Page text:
Wednesday, January 28, 2009

Pastis vs Anisette *Updated*

I am very familiar with the whole anise flavored liqueur family since my father-in-law was very fond of Anisette. I have tried the offerings from various countries including Absinthe, Arak, Ouzo, Pastis and Anisette.

For those who are unfamiliar, here is a little background on Pastis and Anisette.

Pastis is an anise flavored liqueur and aperitif from France. It is one of the most popular beverages in France. Pastis is especially popular in the south of France where it is associated with Provençal lifestyle along with Pétanque (a game similar to Bocce) and drinking rosé wine.

The story of pastis began when absinthe was banned in France. The producers of absinthe decided to create a drink that resembled absinthe, but with out the wormwood, which was the ingredient which got absinthe banned in the first place. It was to have a more robust anise flavor, using star anise, sugar and a lower alcohol content, between 40%-45% abv whereas absinthe is usually between 45%-75% abv. Voila, pastis was born.

Pastis has a transparent yellowish-brown color when undiluted. It is meant to be diluted with cold water before drinking. I learned this the hard way of coarse, I drank it straight... from what I have heard in general it is supposed to be a 5:1 ratio of water to pastis, but to each his own, so it is usually served along side a jug of cold water and ice cubes (optional), which if used should be added only after the water has been added to avoid crystallization.

I tried Pastis Juvanis (45% abv) with a 4:1 ratio of water to pastis, when the water is added to the pastis it goes from transparent yellow to an almost opaque milky white-yellow (see the first image in the post). The palate had notes of liquorice (réglisse), anise and fennel. It is not overly sweet or cloying, which I liked. The addition of water really helps bring out the flavors.

I remember vividly when I went to visit Southern France, we would go explore a small town each day. On our way in we would pass a small brasserie or a café and there would be some elderly gentlemen sitting around the table with a bottle of water and pastis sipping and chatting. Hours later when we finished sightseeing in that town we would see the same gentlemen sitting around the table with their cloudy coloured pastis in hand, still sipping and chatting.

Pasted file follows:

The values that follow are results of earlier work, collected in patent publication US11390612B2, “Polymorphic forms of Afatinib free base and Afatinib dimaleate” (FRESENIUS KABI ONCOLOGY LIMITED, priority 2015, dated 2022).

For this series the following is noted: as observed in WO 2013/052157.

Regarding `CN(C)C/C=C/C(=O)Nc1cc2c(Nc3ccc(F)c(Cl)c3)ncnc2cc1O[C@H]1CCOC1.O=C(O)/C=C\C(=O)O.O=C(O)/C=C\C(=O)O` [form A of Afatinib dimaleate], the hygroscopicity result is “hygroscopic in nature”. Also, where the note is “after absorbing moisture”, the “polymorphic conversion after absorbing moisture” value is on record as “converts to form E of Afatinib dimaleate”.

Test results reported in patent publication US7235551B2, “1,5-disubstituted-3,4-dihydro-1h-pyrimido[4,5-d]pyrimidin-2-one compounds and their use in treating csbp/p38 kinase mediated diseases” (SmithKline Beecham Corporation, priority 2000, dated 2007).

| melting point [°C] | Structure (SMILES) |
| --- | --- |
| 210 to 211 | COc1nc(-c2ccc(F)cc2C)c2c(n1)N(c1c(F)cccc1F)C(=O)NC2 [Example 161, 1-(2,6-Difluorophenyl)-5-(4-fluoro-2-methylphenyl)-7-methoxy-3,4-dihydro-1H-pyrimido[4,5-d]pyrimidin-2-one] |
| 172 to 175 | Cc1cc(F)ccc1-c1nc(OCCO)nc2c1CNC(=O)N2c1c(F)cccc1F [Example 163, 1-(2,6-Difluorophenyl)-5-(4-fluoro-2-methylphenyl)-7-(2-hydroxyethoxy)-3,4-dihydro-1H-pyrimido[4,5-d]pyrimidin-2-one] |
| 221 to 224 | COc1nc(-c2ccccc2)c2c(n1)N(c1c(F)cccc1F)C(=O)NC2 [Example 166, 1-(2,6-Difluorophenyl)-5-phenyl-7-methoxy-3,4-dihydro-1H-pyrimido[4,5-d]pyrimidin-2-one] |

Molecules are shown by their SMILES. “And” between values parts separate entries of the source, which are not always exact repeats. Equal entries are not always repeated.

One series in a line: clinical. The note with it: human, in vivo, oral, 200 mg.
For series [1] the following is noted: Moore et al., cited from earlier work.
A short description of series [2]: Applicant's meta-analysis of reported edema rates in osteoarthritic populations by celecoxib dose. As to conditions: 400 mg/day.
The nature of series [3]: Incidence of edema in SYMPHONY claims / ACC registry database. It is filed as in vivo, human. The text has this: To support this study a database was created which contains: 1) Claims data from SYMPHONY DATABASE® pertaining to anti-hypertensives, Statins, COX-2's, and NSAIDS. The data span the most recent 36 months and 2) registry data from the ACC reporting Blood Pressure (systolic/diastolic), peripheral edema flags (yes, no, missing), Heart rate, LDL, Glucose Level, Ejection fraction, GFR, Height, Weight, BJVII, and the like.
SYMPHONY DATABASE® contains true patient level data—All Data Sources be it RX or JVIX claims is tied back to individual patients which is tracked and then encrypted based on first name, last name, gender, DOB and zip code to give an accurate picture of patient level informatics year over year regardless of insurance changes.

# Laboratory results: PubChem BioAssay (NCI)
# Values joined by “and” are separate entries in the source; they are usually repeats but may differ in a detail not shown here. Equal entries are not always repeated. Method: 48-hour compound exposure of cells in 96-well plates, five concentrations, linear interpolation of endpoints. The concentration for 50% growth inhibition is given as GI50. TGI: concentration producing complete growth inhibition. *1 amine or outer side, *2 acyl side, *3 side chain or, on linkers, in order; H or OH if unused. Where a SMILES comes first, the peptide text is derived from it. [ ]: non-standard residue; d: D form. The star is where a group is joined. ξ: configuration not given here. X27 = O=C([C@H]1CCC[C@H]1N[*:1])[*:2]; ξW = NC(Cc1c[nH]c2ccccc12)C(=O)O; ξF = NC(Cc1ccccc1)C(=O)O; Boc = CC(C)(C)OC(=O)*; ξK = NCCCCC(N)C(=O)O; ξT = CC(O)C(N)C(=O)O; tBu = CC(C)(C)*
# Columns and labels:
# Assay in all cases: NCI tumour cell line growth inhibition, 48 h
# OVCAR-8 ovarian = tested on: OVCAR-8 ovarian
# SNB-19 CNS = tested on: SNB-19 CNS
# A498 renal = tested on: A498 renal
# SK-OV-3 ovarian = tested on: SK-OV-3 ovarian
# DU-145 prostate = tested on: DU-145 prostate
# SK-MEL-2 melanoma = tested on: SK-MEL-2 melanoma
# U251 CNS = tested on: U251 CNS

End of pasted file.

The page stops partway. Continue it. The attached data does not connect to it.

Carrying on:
Anisette (aka Anis) is anise flavored liqueur mainly consumed in the Mediterranean area including France, Spain and Italy but may be found in Portugal and Mexico as well. Anisette tends to have a lower alcohol content (well not with the anisette I tried for this post) and be sweeter than other anise flavored liqueurs, such as Pastis. Similarly, anisette was created as an alternative to absinthe. Anisette is made primarily with aniseed unlike pastis which is made primarily with star anise. Anisette can be drank straight or prepared in a similar way to pastis with water. I reccomend adding water.

The anisette I tried for this post was Phénix (45% abv), originally manufactured in Algeria by Moïse Taieb, it is now produced in Roanne, France.

According to Arabic Liqour:
"Anisette Phénix originally is an Algerian Jewish aperitif now produced in France. It is particularly associated with Jewish pieds-noirs, European colonists with French citizenship in Algeria. At some point in time in the twentieth century production moved from Algeria to France due to the unstable situation in Algeria, especially for Jews...According to the bottle it is made by macerating anise grains in a neutral grain spirit and subsequently distilling it. It is very sweet because of the added sugar (it is sweeter than pastis; arak is unsweetened) and it should be diluted with water."
I have also tried Anisette Marie Brizard but it was so long ago I can hardly remember how it tasted.

The anisette had many of the same flavors as the pastis: liquorice (réglisse), anise, fennel and additional hints of coriander and mint, but it was much sweeter than the pastis. When water is added to the anisette it becomes cloudy white, but not as opaque as pastis.

Bottom line:
I personally liked the pastis better than the anisette, in the end it is a matter of taste. If you like anise and liquorice in general try sampling both pastis and anisette before going out to buy a bottle. This way you can see if you like anise flavored liqueur at all and if you do which one you prefer.

à la tienne!


bricogirl said...

Gotta watch out for that Pastis. It has a surprise kick to it. I think those old men just order one for the whole afternoon!

Faune said...


Thats why you gotta cut it with some water. And yes, I too think those old guys were sipping from the same drink all afternoon. LOL.